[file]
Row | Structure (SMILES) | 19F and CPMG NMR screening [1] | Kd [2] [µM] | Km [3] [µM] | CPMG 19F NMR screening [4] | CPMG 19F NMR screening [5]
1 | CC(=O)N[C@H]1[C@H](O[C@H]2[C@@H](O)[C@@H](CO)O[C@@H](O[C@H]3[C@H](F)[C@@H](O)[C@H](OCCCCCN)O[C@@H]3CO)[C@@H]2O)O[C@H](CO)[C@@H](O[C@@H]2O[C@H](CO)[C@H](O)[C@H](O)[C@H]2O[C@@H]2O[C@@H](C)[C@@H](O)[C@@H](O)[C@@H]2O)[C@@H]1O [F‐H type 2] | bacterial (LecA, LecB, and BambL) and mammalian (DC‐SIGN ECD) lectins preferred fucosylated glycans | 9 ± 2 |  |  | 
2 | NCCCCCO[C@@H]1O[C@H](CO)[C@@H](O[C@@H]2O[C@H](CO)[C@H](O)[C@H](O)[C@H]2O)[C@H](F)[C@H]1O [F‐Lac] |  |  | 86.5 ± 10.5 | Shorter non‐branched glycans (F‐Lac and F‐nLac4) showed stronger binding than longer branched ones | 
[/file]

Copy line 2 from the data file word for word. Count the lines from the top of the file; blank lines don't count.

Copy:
1 | CC(=O)N[C@H]1[C@H](O[C@H]2[C@@H](O)[C@@H](CO)O[C@@H](O[C@H]3[C@H](F)[C@@H](O)[C@H](OCCCCCN)O[C@@H]3CO)[C@@H]2O)O[C@H](CO)[C@@H](O[C@@H]2O[C@H](CO)[C@H](O)[C@H](O)[C@H]2O[C@@H]2O[C@@H](C)[C@@H](O)[C@@H](O)[C@@H]2O)[C@@H]1O [F‐H type 2] | bacterial (LecA, LecB, and BambL) and mammalian (DC‐SIGN ECD) lectins preferred fucosylated glycans | 9 ± 2 |  |  | 